-- Tom Hoefling
"'You shall not murder' contains no exceptions. If there are exceptions made, there can be no equality. Which means there can be no justice. The premises for the rule of law, and any decent claim to liberty, are completely destroyed. What part of this do American Christian 'pro-lifers' fail to understand? The main obstacle to saving our country is not Planned Parenthood, or Obama, it is "conservatives" who don't seem to understand what it is that must be conserved if we are going to survive as a free, secure, prosperous people. I'm sorry if this message is offensive to some, but it's the truth. And it's a truth everyone needs to hear, and act upon in their politics, before it is too late for America and for our posterity."
-- Tom Hoefling
45 years ago today - April 25, 1967 - The infamous day Colorado opened the door to the American genocide
"Exceptions to the equal protection of all persons opened the door to abortion on demand, and the subsequent brutal killing in this country of more than fifty million of our fellow human beings. And it is exceptions that keep that doorway to hell wide open."
-- Tom Hoefling, April 25, 2012
2012 Presidential nominee, America's Party
Equal Protection for Posterity
This Day In History - April 25, 1967
[Republican] Governor John A. Love of Colorado signs the first liberalized abortion law (based upon a model created by the American Law Institute) in the United States, allowing abortion in cases of permanent mental or physical disability of either the child or mother or in cases of rape or incest.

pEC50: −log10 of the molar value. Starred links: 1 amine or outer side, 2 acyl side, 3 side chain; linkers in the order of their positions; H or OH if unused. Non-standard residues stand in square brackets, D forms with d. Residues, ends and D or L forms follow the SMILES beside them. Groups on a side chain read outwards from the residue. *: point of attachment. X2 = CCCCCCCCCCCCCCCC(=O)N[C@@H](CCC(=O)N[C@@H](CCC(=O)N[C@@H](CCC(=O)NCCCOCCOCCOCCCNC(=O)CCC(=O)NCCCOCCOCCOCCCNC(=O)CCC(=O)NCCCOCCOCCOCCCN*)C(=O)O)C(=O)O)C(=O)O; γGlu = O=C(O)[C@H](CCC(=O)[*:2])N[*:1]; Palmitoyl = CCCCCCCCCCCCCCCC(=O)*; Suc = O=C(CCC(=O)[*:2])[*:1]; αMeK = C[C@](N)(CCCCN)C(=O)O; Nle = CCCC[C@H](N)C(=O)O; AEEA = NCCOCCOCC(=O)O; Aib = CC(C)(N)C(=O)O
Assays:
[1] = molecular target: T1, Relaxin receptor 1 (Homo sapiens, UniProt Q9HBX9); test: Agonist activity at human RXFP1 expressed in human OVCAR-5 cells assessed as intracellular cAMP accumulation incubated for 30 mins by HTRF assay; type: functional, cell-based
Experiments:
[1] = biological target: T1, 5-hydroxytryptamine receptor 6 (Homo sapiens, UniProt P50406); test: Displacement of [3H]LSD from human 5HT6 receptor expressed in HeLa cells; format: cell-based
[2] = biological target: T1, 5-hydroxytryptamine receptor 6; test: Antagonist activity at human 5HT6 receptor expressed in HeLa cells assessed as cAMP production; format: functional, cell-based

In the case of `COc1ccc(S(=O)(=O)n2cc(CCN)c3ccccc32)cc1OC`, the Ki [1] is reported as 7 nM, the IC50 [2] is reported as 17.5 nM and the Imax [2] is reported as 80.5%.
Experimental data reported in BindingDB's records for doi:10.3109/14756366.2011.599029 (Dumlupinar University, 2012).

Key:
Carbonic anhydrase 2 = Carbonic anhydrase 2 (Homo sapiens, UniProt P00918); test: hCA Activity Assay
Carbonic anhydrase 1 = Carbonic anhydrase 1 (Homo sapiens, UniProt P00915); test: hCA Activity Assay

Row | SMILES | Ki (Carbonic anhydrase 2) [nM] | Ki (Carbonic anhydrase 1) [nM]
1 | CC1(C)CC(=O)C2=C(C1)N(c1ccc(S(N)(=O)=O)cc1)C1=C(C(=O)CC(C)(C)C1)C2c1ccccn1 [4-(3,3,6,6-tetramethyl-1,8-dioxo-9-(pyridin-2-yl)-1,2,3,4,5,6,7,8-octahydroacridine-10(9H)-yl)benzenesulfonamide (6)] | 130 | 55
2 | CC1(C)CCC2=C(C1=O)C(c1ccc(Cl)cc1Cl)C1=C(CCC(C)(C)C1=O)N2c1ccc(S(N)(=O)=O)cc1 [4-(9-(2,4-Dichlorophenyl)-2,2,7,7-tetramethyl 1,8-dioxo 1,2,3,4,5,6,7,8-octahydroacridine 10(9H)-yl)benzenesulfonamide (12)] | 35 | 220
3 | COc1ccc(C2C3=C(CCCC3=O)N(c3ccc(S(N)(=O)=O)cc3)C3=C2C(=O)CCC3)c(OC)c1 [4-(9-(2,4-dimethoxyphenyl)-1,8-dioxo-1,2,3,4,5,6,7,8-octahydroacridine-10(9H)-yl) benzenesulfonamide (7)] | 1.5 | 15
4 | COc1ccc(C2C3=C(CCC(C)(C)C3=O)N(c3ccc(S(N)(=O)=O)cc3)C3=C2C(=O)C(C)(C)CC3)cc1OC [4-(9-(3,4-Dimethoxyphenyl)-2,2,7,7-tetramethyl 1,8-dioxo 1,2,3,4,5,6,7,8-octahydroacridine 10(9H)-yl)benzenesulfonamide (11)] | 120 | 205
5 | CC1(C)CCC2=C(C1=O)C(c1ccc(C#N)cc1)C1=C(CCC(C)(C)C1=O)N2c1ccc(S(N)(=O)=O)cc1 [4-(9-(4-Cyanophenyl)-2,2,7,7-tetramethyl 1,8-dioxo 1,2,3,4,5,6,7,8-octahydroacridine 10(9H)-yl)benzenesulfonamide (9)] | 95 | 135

This amended Colorado law on abortion has been on the books for over 100 years. Similar laws will soon be passed in California, Oregon, and North Carolina.
According to Governor Love,
"The new law does several things. First it extends beyond the possible death of the woman or her serious physical injury to include mental impairment of a serious and permanent nature when verified by a psychiatrist. It also extends to cases in which it is likely that the child would have a grave and permanent physical deformity or mental retardation. Finally it extends to certain cases of rape and incest. ...
The bill itself is completely permissive, not requiring any hospital, doctor, nurse, potential mother or any other person to act in any way to terminate a pregnancy at any time."Early in the legislative session, Governor Love reportedly said that easing abortion restrictions "sounds like something I can support." Now, however, he says:
"The action of the Legislature in passing a bill which seeks to amend Colorado law in regard to the legal termination of certain pregnancies has presented to me one of the more important and difficult decisions of my experience in office." Leonard Carlin, president of the Catholic Lawyers Guild of Denver, says
"My impression was that he was one of the most enthusiastic supporters of the bill."